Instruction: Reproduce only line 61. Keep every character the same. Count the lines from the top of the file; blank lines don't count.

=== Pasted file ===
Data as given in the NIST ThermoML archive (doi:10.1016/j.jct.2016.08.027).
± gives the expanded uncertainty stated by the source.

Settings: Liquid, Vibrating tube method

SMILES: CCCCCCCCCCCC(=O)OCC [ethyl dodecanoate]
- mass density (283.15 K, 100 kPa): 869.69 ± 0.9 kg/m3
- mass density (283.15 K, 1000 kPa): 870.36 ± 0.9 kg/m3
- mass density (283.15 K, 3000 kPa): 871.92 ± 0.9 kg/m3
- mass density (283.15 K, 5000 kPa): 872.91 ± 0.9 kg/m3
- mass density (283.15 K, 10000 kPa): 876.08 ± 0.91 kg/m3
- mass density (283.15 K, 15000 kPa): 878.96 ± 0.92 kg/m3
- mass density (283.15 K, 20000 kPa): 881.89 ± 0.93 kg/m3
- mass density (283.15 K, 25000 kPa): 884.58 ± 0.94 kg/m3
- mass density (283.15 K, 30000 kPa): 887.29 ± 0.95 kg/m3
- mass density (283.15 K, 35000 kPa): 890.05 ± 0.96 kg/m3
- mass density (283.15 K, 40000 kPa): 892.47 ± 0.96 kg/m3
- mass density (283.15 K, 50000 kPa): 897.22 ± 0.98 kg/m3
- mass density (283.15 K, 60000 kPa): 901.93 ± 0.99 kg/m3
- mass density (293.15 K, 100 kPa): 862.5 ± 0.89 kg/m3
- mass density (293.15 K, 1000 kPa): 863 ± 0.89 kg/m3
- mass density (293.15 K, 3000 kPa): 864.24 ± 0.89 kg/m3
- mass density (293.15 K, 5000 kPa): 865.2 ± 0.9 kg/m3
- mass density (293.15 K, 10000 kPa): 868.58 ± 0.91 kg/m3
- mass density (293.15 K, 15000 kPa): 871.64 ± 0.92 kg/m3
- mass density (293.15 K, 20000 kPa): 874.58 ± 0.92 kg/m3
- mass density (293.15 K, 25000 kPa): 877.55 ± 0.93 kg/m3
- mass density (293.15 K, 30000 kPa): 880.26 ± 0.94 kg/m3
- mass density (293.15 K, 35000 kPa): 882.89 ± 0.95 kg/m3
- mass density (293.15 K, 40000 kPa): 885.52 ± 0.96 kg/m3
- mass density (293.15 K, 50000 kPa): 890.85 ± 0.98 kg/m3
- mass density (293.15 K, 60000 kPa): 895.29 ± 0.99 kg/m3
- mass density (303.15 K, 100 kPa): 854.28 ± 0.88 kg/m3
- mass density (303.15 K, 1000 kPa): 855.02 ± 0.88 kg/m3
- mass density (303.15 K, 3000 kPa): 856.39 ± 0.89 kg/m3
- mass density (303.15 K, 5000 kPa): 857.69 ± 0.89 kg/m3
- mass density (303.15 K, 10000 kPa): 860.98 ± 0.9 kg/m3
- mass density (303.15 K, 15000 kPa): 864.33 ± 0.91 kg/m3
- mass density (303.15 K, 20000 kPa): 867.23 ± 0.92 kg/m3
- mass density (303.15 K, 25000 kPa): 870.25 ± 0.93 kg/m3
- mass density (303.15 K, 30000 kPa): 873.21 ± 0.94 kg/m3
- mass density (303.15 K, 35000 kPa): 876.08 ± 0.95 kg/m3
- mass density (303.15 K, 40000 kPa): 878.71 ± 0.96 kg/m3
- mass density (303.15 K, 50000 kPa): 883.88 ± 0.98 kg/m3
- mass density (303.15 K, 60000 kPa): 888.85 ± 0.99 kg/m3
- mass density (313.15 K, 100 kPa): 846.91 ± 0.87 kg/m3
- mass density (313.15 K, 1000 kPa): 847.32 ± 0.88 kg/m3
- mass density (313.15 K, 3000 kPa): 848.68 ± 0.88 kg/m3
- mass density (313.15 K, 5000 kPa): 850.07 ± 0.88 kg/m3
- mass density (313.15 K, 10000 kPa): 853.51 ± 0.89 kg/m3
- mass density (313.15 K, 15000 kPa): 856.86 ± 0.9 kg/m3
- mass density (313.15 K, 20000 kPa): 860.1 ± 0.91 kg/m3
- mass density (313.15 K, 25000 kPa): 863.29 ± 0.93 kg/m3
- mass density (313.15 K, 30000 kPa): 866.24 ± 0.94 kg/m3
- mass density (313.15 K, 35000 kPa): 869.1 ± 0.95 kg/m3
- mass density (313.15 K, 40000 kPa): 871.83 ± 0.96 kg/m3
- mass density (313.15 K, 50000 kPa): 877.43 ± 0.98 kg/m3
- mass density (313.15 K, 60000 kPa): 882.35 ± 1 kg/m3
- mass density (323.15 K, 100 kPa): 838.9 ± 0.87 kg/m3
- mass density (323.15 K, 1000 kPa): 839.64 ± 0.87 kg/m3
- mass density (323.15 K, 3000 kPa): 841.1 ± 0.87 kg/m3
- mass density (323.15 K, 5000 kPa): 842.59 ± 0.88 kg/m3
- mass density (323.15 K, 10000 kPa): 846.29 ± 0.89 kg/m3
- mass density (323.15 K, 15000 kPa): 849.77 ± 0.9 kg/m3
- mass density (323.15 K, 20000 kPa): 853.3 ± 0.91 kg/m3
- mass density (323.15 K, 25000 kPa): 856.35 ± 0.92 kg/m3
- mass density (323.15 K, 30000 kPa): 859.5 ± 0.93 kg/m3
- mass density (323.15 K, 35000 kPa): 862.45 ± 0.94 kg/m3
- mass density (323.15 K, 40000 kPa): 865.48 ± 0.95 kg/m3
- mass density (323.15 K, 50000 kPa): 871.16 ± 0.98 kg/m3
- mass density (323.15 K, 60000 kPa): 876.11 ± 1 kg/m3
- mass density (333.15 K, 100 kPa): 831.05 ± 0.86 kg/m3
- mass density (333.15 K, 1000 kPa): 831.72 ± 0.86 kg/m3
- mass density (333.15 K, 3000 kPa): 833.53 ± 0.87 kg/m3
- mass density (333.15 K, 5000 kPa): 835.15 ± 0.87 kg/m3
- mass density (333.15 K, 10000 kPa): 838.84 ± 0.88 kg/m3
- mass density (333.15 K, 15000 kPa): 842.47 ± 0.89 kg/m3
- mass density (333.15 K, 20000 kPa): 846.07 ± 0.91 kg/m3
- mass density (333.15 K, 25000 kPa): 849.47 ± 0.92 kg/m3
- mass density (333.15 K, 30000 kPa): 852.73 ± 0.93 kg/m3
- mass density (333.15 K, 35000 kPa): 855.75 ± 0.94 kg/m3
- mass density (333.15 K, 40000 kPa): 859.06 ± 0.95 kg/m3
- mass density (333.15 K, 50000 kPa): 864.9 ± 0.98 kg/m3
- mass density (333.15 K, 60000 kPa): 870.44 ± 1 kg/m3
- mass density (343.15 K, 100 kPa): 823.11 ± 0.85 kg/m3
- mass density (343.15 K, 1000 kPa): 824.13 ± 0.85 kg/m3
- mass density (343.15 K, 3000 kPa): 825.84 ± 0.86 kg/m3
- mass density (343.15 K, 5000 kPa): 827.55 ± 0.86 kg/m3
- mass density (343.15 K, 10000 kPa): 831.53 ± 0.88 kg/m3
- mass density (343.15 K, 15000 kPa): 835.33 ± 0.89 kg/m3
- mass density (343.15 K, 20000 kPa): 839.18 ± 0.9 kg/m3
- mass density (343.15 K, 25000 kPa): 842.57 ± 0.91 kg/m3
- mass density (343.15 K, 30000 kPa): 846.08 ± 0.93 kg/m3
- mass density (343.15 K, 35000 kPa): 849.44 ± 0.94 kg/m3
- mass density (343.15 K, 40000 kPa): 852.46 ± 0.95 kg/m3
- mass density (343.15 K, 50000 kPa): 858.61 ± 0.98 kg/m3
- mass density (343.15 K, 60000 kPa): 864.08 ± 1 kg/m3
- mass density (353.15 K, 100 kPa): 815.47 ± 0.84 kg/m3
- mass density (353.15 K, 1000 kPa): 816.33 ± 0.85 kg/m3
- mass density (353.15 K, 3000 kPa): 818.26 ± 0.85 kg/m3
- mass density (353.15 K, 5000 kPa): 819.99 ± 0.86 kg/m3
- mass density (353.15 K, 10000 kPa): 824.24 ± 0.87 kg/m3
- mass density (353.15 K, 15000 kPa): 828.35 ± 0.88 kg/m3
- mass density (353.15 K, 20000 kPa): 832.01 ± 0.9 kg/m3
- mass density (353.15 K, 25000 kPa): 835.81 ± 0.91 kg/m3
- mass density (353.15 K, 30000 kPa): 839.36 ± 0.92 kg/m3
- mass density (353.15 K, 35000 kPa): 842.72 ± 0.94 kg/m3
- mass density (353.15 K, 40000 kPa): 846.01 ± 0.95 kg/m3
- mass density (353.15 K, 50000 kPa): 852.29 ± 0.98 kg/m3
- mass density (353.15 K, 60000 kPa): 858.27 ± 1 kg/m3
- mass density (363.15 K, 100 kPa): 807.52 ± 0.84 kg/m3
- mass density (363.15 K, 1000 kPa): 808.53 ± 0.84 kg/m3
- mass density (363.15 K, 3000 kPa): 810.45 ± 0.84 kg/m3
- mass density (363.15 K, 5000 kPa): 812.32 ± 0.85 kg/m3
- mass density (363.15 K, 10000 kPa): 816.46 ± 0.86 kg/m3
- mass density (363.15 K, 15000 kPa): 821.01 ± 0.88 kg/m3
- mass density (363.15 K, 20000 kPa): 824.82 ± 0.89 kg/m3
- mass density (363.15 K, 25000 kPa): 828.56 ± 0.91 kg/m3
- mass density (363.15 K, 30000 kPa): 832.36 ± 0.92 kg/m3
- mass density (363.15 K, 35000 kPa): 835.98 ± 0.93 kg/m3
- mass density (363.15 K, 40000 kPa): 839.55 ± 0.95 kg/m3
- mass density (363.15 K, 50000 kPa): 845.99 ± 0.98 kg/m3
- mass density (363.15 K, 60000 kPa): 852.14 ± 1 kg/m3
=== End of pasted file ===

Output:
- mass density (323.15 K, 10000 kPa): 846.29 ± 0.89 kg/m3